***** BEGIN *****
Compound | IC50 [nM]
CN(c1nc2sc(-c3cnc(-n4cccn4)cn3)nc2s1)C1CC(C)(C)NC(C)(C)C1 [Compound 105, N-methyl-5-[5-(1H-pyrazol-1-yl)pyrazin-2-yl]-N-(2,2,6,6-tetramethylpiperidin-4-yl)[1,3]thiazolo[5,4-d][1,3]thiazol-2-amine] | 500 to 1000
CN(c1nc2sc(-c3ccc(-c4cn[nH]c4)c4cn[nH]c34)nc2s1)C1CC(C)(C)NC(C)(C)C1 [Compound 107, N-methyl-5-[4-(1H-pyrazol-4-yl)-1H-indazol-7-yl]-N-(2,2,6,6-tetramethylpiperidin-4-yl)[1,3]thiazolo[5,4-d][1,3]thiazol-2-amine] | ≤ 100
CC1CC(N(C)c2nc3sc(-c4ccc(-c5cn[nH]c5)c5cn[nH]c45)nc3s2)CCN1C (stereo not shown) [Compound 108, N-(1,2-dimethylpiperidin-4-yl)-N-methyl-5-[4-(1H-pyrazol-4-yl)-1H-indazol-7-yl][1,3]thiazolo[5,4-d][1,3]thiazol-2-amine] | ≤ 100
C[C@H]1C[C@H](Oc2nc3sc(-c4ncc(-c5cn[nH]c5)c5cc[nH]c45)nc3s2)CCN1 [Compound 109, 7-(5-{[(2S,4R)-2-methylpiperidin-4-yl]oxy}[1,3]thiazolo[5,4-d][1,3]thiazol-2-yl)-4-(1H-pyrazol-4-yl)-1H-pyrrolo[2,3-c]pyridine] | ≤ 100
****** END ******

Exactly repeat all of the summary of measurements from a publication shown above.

Compound | IC50 [nM]
CN(c1nc2sc(-c3cnc(-n4cccn4)cn3)nc2s1)C1CC(C)(C)NC(C)(C)C1 [Compound 105, N-methyl-5-[5-(1H-pyrazol-1-yl)pyrazin-2-yl]-N-(2,2,6,6-tetramethylpiperidin-4-yl)[1,3]thiazolo[5,4-d][1,3]thiazol-2-amine] | 500 to 1000
CN(c1nc2sc(-c3ccc(-c4cn[nH]c4)c4cn[nH]c34)nc2s1)C1CC(C)(C)NC(C)(C)C1 [Compound 107, N-methyl-5-[4-(1H-pyrazol-4-yl)-1H-indazol-7-yl]-N-(2,2,6,6-tetramethylpiperidin-4-yl)[1,3]thiazolo[5,4-d][1,3]thiazol-2-amine] | ≤ 100
CC1CC(N(C)c2nc3sc(-c4ccc(-c5cn[nH]c5)c5cn[nH]c45)nc3s2)CCN1C (stereo not shown) [Compound 108, N-(1,2-dimethylpiperidin-4-yl)-N-methyl-5-[4-(1H-pyrazol-4-yl)-1H-indazol-7-yl][1,3]thiazolo[5,4-d][1,3]thiazol-2-amine] | ≤ 100
C[C@H]1C[C@H](Oc2nc3sc(-c4ncc(-c5cn[nH]c5)c5cc[nH]c45)nc3s2)CCN1 [Compound 109, 7-(5-{[(2S,4R)-2-methylpiperidin-4-yl]oxy}[1,3]thiazolo[5,4-d][1,3]thiazol-2-yl)-4-(1H-pyrazol-4-yl)-1H-pyrrolo[2,3-c]pyridine] | ≤ 100